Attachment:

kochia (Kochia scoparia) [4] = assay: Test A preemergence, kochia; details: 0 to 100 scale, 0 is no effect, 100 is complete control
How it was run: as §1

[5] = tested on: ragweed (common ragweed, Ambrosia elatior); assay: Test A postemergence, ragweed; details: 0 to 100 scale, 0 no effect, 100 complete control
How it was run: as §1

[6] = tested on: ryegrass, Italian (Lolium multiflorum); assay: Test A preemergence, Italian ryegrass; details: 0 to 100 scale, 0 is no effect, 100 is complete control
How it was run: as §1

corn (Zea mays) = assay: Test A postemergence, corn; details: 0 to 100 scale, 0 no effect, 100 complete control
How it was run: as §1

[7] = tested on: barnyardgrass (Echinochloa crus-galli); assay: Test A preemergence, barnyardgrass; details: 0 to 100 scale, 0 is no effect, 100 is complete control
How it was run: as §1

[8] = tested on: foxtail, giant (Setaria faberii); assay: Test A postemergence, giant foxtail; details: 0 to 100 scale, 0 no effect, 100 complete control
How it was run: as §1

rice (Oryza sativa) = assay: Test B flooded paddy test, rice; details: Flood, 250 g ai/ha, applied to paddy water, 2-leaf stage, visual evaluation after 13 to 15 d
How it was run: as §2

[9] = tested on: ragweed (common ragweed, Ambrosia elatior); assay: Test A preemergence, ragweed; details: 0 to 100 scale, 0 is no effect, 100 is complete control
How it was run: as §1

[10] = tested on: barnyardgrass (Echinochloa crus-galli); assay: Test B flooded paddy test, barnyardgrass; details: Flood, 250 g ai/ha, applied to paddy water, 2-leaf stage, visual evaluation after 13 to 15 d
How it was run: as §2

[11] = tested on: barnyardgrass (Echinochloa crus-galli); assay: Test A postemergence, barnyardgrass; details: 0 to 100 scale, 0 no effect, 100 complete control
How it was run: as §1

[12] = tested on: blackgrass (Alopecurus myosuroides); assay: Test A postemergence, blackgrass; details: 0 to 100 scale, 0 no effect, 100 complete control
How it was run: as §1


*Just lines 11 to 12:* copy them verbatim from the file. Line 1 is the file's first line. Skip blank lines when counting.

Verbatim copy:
[8] = tested on: foxtail, giant (Setaria faberii); assay: Test A postemergence, giant foxtail; details: 0 to 100 scale, 0 no effect, 100 complete control
How it was run: as §1